ADMINISTRATION 
NO. OF BACHELOR'S DEGREES 
NO. OF MASTER'S DEGREES 
NO. OF PH.D.S 
NO. OF FACULTY APPOINTED 

























After Burgess retired, Hugo Rossi stepped in as chair. Rossi wanted to encourage more women to pursue science and mathematics degrees. Influenced by such women as Lenore Blum (mathematician, cofounder of Association for Women in Mathematics (AWM) and Michèle Vergne (French mathematician, specializing in analysis and representation theory) helped motivate Rossi to develop the ACCESS Program for Women in Science & Mathematics.
As chair of the department, Joseph L. Taylor recruited top mathematicians, helping to lead the department to national prominence. Dr. Taylor also served as the U's Dean of the College of Science from 1985 to 1987 and as Vice President for Academic Affairs from 1987 to 1990. Taylor was known for his willingness to tackle some of the the most significant mathematical problems of his era, bringing new ideas and tools to the task and enhancing the reputation of the department.
Recruited from New York University's prestigious Courant Institute, Frank C. Hoppensteadt joined the department and became chair in 1982. He helped develop a strong mathematical biology team, the roots of which still exist today. Under his leadership, James Keener and Hans Othmer joined the faculty. During his tenure, the field of computer science evolved as a separate area from mathematics.
During T. Benny Rushing's time as chair, the department continued to grow and was ranked as the most improved mathematics department in the United States. The computing facilities moved from a ranking of poor to one of the best of any mathematics department in the country, with VAX 8600 supermini, 13 Sun workstations (with fileserver, ect.), a graphic lab (with a mini computer), and an instructional computing lab (which included 20 Macintosh Pluses networked to a DEC 20, etc.).
At the time, the department taught over 7% of the student credit hours of the entire University, including the Medical School.
Nineteen members of the faculty held research grants with the National Science Foundation and other research agencies, with a total annual dollar amount of $1,303,946.
Klaus Schmitt as chair saw many changes within the department. While the 1980s were the decade of declining enrollments in mathematics, science, and engineering degree programs, the trend appeared to reverse during the 1990s. There was a 6.7% increase in student credit hours just within a year.
Advancements made in technology ushered in changes within the department. Computing was incorporated into much of the curriculum, which began a degree emphasis in scientific computing. The computing facilities also saw changes. Graduate students' offices were filled with MACs and PCs, while the DEC 20 and VAX 8600 had become obsolete.
When T. Benny Rushing began his second stint as chair of the department, one of his goals was to get rid of the barracks that had been used for tutoring and build a more attractive and permanent space to serve the needs of math students. Ultimately, his vision was realized under the leadership of James Carlson.
Rushing was known for his ability to get things done and to use diplomacy to diffuse tensions among faculty, especially between the areas of pure and applied mathematics. He was considered a tireless champion for the department.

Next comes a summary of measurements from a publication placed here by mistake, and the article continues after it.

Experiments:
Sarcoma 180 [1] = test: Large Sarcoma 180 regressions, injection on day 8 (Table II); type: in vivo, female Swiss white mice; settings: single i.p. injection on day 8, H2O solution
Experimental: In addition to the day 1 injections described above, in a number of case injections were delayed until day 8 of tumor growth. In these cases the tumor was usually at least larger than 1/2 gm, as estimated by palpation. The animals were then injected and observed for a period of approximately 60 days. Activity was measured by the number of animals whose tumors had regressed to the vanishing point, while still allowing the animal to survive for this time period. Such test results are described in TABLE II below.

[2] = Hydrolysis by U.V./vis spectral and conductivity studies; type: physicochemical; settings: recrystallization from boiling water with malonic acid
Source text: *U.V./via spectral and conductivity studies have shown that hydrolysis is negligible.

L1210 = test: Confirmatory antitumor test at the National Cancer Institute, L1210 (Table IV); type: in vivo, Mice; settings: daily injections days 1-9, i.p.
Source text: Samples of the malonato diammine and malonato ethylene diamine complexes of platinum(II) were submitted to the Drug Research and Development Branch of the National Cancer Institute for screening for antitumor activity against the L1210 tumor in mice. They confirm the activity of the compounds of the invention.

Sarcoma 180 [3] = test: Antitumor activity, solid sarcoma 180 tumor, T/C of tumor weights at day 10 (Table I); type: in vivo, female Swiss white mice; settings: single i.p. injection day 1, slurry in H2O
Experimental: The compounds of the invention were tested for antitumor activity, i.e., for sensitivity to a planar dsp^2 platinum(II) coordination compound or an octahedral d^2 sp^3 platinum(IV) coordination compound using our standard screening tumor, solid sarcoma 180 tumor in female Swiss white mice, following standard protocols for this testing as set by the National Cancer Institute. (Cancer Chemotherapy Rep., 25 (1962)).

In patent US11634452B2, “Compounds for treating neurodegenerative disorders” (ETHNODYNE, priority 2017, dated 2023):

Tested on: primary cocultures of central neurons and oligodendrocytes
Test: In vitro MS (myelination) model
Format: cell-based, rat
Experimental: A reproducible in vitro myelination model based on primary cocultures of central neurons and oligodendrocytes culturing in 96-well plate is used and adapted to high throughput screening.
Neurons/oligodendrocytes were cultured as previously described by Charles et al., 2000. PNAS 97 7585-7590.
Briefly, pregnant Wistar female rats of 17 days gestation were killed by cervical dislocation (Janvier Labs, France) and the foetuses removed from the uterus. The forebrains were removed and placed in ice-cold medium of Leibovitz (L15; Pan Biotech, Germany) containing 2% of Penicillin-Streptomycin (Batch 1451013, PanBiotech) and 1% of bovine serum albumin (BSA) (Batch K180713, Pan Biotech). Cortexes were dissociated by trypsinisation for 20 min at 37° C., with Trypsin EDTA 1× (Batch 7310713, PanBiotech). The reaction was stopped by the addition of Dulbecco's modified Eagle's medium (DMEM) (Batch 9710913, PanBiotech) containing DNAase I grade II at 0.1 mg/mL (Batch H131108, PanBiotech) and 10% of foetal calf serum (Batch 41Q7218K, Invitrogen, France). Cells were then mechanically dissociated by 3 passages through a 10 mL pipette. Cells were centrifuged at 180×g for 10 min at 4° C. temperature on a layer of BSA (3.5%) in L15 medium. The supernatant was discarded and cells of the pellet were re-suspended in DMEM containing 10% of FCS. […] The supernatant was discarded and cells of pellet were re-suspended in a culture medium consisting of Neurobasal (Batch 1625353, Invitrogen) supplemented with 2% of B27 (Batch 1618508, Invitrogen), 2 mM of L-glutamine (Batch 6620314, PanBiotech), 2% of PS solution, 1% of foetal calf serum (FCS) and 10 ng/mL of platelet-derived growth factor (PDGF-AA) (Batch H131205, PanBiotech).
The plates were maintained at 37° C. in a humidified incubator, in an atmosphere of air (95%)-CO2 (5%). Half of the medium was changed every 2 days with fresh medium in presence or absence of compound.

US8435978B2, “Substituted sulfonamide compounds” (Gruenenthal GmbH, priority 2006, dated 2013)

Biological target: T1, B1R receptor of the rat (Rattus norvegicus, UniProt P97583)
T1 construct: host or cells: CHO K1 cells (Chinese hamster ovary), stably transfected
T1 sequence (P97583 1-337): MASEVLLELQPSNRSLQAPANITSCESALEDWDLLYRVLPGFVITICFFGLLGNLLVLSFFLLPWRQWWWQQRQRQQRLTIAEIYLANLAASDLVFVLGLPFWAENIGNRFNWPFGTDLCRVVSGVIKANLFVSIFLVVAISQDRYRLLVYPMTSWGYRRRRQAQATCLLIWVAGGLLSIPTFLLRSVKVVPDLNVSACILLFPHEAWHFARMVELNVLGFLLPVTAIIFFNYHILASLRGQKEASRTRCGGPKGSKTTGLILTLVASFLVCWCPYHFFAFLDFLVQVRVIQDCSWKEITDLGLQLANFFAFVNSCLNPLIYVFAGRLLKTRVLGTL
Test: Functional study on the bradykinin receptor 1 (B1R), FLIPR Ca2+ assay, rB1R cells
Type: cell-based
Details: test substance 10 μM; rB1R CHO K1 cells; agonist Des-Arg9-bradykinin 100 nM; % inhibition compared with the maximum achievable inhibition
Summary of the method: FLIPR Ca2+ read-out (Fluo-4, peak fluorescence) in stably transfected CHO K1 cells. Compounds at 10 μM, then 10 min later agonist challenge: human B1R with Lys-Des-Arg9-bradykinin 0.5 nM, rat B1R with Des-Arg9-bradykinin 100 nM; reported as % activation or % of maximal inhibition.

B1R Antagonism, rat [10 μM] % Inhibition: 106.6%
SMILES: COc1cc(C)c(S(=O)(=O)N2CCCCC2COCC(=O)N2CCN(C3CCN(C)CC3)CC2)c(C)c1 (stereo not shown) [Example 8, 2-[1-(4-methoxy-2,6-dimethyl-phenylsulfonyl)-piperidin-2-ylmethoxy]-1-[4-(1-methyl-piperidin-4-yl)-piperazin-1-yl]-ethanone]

Paul C. Fife had originally been tapped to teach at Brigham Young University, but chose instead to join the U's math department. Fife worked on building and expanding the area of applied mathematics and was responsible for hiring Calvin Wilcox and Graeme Milton.
During the 1960s the University had enjoyed a period of legislative funding and expansion, which resulted in new buildings for biology, chemistry, and physics. Math was also promised a new building, but by 1970, the funds had been exhausted. The department was asked to settle for a remodeled Widstoe building. The department agreed, but asked the administration to adopt a plan to meet the needs of math into the 21st century. The longrange plan called for the construction of a new structure which would connect the Cowles and Widstoe buildings.
At this time James Carlson was chair and oversaw the LeRoy E. Cowles Building (LCB) renovations and construction of the T. Benny Rushing Mathematics Student Center in April 2000. In December 2001 everything was completed, and after nearly 30 years of building and classroom maneuvering, the Department of Mathematics was finally housed in a single complex. This was made possible by the generosity of the George S. and Dolores Dore Eccles Foundation.
The department was awarded the National Science Foundation's Vertical Integration of Research and Education (VIGRE) grant. The C. Bryant and Clara C. Copley Scholarship Fund was established to benefit students in mathematics at the University.
Following James Carlson, Graeme Milton became chair in June of 2002, and Nathan Smale was named associate chair. Graeme was chair for only two weeks when the president of the University called to say there had been a major flood in the LeRoy E. Cowles Building (LCB). The entire computer system (and internet) was out, as was heating/airconditioning, and the elevator shaft was warped. A major pipe into the building had broken. Fortunately, everyone rallied to help keep things flowing, but it was a challenging introduction to serving as chair.
During his tenure, the department received an Integrative Graduate Education and Research Traineeship (IGERT) grant for the Mathematics Biology Research Program to train a new generation of mathematical biologists. Many of the programs under the VIGRE grant were enacted during this time, including ACCESS, Math Circle, MESA/STEP, Summer High School Program, etc. With remaining funds from the renovation of LCB, the Nadahoo'ah program at Monument Valley High School (intiated by Herb Clemens and reinvigorated by Kelly MacArthur) began in 1994.
The loft on the top floor of LCB was redesigned to incorporate a space for graduate students. The Dumke Family donated a total of $125,000 to make the project a reality. On February 23, 2004 the loft was dedicated and given a new name, Dumke Loft.
Aaron Bertram became chair in 2005. During his time, the department received a continuation of the VIGRE grant, extending its support until 2013.
One of Bertram's most notable achievements was holding the department together during the Great Recession and during the budgetary cuts that followed. During this time the department did not scale back its graduate or postdoc programs and was able to continue hiring at the tenuretrack level.